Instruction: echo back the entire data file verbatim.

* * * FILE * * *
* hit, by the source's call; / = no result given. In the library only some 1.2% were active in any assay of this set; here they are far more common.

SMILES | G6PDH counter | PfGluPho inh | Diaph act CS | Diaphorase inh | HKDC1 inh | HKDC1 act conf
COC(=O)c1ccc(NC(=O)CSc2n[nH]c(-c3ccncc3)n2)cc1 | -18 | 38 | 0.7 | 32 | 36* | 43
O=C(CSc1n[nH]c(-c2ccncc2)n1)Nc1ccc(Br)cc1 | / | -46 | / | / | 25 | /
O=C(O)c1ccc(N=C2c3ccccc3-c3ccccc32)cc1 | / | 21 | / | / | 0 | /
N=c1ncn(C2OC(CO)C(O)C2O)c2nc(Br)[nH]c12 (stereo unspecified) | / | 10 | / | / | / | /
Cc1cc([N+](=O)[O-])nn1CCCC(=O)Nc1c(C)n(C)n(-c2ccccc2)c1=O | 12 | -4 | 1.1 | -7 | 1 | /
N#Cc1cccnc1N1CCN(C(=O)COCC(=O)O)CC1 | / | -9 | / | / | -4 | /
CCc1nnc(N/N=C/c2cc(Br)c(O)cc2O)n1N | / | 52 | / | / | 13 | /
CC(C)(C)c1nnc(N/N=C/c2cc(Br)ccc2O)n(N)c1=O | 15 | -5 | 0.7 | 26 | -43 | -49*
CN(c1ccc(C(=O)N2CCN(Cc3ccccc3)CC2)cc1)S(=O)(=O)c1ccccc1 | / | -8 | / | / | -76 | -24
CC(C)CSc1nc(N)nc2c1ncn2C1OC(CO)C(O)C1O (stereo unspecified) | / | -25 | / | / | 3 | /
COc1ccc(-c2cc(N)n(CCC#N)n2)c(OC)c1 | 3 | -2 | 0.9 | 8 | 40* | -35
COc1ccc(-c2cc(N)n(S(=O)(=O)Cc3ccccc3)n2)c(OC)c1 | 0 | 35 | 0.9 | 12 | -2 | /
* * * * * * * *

* hit, by the source's call; / = no result given. In the library only some 1.2% were active in any assay of this set; here they are far more common.

SMILES | G6PDH counter | PfGluPho inh | Diaph act CS | Diaphorase inh | HKDC1 inh | HKDC1 act conf
COC(=O)c1ccc(NC(=O)CSc2n[nH]c(-c3ccncc3)n2)cc1 | -18 | 38 | 0.7 | 32 | 36* | 43
O=C(CSc1n[nH]c(-c2ccncc2)n1)Nc1ccc(Br)cc1 | / | -46 | / | / | 25 | /
O=C(O)c1ccc(N=C2c3ccccc3-c3ccccc32)cc1 | / | 21 | / | / | 0 | /
N=c1ncn(C2OC(CO)C(O)C2O)c2nc(Br)[nH]c12 (stereo unspecified) | / | 10 | / | / | / | /
Cc1cc([N+](=O)[O-])nn1CCCC(=O)Nc1c(C)n(C)n(-c2ccccc2)c1=O | 12 | -4 | 1.1 | -7 | 1 | /
N#Cc1cccnc1N1CCN(C(=O)COCC(=O)O)CC1 | / | -9 | / | / | -4 | /
CCc1nnc(N/N=C/c2cc(Br)c(O)cc2O)n1N | / | 52 | / | / | 13 | /
CC(C)(C)c1nnc(N/N=C/c2cc(Br)ccc2O)n(N)c1=O | 15 | -5 | 0.7 | 26 | -43 | -49*
CN(c1ccc(C(=O)N2CCN(Cc3ccccc3)CC2)cc1)S(=O)(=O)c1ccccc1 | / | -8 | / | / | -76 | -24
CC(C)CSc1nc(N)nc2c1ncn2C1OC(CO)C(O)C1O (stereo unspecified) | / | -25 | / | / | 3 | /
COc1ccc(-c2cc(N)n(CCC#N)n2)c(OC)c1 | 3 | -2 | 0.9 | 8 | 40* | -35
COc1ccc(-c2cc(N)n(S(=O)(=O)Cc3ccccc3)n2)c(OC)c1 | 0 | 35 | 0.9 | 12 | -2 | /